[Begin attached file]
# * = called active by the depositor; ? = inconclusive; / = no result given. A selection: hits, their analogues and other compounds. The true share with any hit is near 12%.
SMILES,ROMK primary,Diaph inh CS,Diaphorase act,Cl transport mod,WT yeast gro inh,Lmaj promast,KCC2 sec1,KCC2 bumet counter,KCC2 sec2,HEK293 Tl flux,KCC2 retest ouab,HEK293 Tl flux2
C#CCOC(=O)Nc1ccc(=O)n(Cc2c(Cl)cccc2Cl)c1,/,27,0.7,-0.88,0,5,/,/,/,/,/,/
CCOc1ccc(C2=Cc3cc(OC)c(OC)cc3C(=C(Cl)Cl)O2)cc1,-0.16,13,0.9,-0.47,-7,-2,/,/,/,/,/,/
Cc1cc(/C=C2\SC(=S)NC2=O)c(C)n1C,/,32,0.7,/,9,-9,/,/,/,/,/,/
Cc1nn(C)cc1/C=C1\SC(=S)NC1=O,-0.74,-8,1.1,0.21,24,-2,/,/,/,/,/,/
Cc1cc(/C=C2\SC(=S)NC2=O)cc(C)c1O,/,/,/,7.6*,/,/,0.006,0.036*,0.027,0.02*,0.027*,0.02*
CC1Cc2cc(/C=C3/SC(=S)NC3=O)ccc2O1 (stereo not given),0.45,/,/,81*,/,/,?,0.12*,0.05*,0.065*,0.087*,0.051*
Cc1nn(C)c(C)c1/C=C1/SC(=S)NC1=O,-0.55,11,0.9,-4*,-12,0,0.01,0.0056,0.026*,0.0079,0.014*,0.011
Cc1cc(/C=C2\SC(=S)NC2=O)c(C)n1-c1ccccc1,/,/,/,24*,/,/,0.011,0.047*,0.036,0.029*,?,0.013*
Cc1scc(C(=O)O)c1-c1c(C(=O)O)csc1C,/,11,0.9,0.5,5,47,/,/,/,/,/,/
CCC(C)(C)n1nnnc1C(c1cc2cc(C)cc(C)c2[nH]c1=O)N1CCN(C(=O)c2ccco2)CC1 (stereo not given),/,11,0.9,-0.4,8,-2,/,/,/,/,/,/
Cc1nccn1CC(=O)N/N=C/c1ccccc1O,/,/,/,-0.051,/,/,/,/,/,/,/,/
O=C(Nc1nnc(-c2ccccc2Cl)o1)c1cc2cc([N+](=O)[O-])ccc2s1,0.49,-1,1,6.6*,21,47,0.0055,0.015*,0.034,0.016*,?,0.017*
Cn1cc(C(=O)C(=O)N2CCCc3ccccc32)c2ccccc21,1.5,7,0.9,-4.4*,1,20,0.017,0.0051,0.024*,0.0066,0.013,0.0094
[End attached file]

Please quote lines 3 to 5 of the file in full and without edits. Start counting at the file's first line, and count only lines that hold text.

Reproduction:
C#CCOC(=O)Nc1ccc(=O)n(Cc2c(Cl)cccc2Cl)c1,/,27,0.7,-0.88,0,5,/,/,/,/,/,/
CCOc1ccc(C2=Cc3cc(OC)c(OC)cc3C(=C(Cl)Cl)O2)cc1,-0.16,13,0.9,-0.47,-7,-2,/,/,/,/,/,/
Cc1cc(/C=C2\SC(=S)NC2=O)c(C)n1C,/,32,0.7,/,9,-9,/,/,/,/,/,/